Scientists are developing robots to help reduce anxiety among children and allow families to 'visit' their elderly relatives, as part of a research project to create the next generation of assistive technologies.
The project, at the University of Sheffield in the UK, will for the first time bring together expertise in arts, humanities, engineering, and robotics to create assistive technologies for people with disabilities.
The aim is to increase understanding of how disability is currently represented and the ways in which technology can enhance lives in the future, the university said in a statement. An important focus of the research will be on animal-like companion robots that could operate to reduce anxiety in children in a hospital setting.
Researchers will also be developing telepresence robots -- video screens on wheels raised to head height that can be controlled remotely using a simple smartphone app.
They allow relatives and social workers to 'visit' elderly people more often, even if they live in rural or distant places. The elderly patient does not need to operate the device, leaving them free to interact with their social worker or family.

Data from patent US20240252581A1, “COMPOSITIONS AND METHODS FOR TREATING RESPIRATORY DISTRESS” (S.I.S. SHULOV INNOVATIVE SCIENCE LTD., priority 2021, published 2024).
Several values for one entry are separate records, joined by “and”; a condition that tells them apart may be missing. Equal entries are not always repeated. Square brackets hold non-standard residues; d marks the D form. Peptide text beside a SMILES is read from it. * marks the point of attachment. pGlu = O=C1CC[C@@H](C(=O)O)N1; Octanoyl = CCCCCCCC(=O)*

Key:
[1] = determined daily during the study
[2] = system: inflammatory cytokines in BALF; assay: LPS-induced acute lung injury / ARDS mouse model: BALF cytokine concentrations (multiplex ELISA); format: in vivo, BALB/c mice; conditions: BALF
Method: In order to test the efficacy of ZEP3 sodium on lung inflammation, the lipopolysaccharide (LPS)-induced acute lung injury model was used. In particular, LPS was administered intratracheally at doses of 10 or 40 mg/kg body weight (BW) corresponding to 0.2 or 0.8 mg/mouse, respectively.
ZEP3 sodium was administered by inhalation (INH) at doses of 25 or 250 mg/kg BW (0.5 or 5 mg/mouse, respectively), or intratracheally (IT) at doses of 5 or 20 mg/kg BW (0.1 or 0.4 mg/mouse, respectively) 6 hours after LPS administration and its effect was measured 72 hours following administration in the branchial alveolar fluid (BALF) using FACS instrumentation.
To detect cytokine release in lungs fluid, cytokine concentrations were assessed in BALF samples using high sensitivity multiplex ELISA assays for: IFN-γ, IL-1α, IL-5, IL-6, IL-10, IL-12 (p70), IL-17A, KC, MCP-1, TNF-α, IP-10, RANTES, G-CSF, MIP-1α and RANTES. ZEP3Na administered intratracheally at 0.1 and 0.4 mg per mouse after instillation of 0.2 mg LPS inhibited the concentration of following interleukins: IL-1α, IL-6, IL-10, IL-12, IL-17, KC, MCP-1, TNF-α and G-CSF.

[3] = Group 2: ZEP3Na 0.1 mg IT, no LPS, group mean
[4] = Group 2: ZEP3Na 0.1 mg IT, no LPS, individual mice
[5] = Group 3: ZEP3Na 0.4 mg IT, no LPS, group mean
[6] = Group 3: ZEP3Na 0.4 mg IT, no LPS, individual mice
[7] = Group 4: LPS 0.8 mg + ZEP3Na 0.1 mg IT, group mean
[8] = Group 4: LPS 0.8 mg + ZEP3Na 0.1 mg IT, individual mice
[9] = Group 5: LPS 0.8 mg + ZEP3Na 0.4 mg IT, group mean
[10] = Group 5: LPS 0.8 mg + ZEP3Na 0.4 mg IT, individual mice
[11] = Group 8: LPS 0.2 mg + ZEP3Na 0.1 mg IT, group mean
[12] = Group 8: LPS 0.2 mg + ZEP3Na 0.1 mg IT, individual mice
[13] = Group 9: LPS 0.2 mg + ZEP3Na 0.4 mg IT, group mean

The research will conduct participatory design activities with children and older adults with disabilities with the aim of co-designing and prototyping next generation assistive technologies.
"We are excited to work with researchers from the medical humanities to understand how culture influences the ways in which people relate to, and use, different kinds of robot technology in real-world contexts such as classrooms, hospital wards and people's homes," said Tony Prescott, from University of Sheffield in the UK.
"Our aim in this project is to work closely with people with disabilities in order to understand how assistive robots could help them and to design new kinds of assistive robot technologies that they find appealing and useable," said Prescott